The Nutmeg

As the bus traveled through Tangier, I saw soccer fields and longed to play again. Three years had passed since my last game due to an injury in high school. In Morocco, I searched for a team to join but faced difficulties. Then, there was a knock at my door.

“Ready to go?” my friend Amanda asked.

“Yeah, just give me a minute.” Going to the mall had slipped my mind while I was busy researching.

Standing at the top of the hill, Amanda, our classmate Jo, and I tried to hail a taxi to the mall. After waiting for twenty minutes with no luck, we were about to give up when a car pulled over to the curb. Through the open window rolled down, we saw our advisor Douaa’s husband, Ilyes.

“What are you guys doing?”

“We’ve been trying to get a ride to the mall for twenty minutes,” I replied.

“Hop in, we’ll take you there. By the way, this is my husband Ilyes.”

When I went to the gym on campus for my workout the next day, I ran into Ilyes in the middle of his own workout.

“Hey David, we met yesterday in the car, right?”

“Yeah, how’s it going?”

“Tired,” he laughed. The exhaustion from a good workout is something anyone can relate to regardless of where they are or their cultural background.

After some small talk, our conversation shifted. “Do you like soccer?” he asked.

My face lit up. “I love soccer! What team do you support?”

“FC Barcelona.”

“Oh, that’s one of my favorite teams too. Messi is the greatest player of all time. I really admire his game.”

We soon got back to our workouts and before I knew it, he finished and said goodbye.

The next morning while waiting for friends in the dining hall, Douaa came over and turned to me. “My husband mentioned he was talking to you in the weight room.”

“Yeah, we were chatting about soccer a lot.”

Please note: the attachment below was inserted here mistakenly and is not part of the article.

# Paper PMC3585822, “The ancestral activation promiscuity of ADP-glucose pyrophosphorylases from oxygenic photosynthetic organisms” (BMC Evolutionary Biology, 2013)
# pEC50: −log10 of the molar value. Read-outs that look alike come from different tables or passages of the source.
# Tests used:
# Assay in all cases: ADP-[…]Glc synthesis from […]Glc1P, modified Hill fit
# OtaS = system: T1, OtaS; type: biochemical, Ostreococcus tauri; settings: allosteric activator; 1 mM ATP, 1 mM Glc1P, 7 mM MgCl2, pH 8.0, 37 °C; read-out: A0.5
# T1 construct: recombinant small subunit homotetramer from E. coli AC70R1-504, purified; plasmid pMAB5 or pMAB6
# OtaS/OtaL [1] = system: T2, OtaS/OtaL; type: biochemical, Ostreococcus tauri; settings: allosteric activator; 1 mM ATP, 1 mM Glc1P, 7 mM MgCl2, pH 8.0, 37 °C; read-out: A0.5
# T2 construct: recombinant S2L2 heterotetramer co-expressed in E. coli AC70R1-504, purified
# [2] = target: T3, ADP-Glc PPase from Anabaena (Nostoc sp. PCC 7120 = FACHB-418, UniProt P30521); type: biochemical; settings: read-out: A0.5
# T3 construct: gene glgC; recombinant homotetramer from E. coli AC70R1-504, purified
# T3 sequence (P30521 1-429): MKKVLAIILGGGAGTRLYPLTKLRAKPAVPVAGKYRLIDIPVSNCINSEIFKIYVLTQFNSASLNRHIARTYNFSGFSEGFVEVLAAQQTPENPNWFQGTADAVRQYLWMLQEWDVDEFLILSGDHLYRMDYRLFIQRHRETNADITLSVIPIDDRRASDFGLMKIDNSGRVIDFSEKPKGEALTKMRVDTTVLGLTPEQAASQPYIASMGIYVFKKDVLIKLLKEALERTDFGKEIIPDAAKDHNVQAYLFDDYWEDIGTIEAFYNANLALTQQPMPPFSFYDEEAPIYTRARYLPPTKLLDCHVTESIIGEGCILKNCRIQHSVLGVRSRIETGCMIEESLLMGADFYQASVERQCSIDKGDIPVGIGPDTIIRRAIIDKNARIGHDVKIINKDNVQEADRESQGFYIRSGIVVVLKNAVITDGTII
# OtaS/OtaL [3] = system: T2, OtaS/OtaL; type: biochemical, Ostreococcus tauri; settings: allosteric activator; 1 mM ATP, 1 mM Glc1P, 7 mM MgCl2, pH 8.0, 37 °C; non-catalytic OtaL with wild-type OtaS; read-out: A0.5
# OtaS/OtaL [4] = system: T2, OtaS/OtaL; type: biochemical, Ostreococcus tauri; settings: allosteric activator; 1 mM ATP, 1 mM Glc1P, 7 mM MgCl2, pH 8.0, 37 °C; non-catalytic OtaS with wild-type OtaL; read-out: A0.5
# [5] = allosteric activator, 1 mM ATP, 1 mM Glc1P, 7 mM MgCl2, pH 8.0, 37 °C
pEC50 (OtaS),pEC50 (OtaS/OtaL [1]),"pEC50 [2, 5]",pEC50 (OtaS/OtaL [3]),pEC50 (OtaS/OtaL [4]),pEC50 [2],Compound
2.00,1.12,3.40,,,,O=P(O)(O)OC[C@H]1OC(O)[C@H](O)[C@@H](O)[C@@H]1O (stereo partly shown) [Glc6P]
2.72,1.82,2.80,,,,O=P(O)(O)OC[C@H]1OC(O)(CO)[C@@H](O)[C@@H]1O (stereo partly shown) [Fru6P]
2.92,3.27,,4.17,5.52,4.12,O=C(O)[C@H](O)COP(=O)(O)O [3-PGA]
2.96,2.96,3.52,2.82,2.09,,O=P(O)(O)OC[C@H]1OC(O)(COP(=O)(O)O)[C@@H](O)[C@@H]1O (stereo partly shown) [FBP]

“Do you play?”

“Yes, I’ve been playing for as long as I can remember.”

“Oh really? Would you be interested in joining a league here? Ilyes plays in one.”

“Are you serious?”

“Absolutely. I’ll get you the details.”

A few days later, Douaa messaged me asking if I was available for a game that night at seven. Was I available? Of course!

The day dragged on slowly. Walking back to campus that afternoon from my volunteer work at the physical therapy clinic, I couldn’t stop thinking about the upcoming game and how rusty I might be. My stomach was in knots.

Back on campus, I headed to the patio outside the cafeteria. My friend Sarah waved and called out to me, “David, ready for the game?”

“More than ready!”

Once I sat down, many people started asking me questions. “Are you playing against Moroccans?”

“Uh, yeah.” Growing up playing high-level soccer in Massachusetts, I never let my opponents worry me. Why start now?

After changing into my uniform, I made my way to the field with a group of supporters following me. My fellow students, whom I had only known for just over a month, were behind me cheering and rooting for me to do my best. It felt like they were my family.

Once on the field, I began to warm up—a few juggles and shots on goal accompanied by oohs and cheers from the crowd. It felt like I was the leader of a circus act, entertaining my fans with lions and tigers.

A few minutes later, Ilyes introduced me to the other players. The language barrier prevented us from talking much, but a simple handshake and a heartfelt salaam were enough to bond with my new teammates.

The match began and my heart raced with excitement. I had been in many kick-offs before, but this one felt different. As soon as the opposing team passed the ball back, I sprinted towards it. I successfully blocked their pass to the other side of the field, earning cheers from my friends in the crowd. Their chanting reminded me of high school, when we would have a public announcer introduce our starting lineup and my name would boom over the loudspeakers, sending adrenaline coursing through my body. These local players were tough opponents, despite their age and physical appearance. They were skilled at reading the game and had impressive passing and shooting techniques. About ten minutes into the game, I encountered a large, strong opponent with possession of the ball.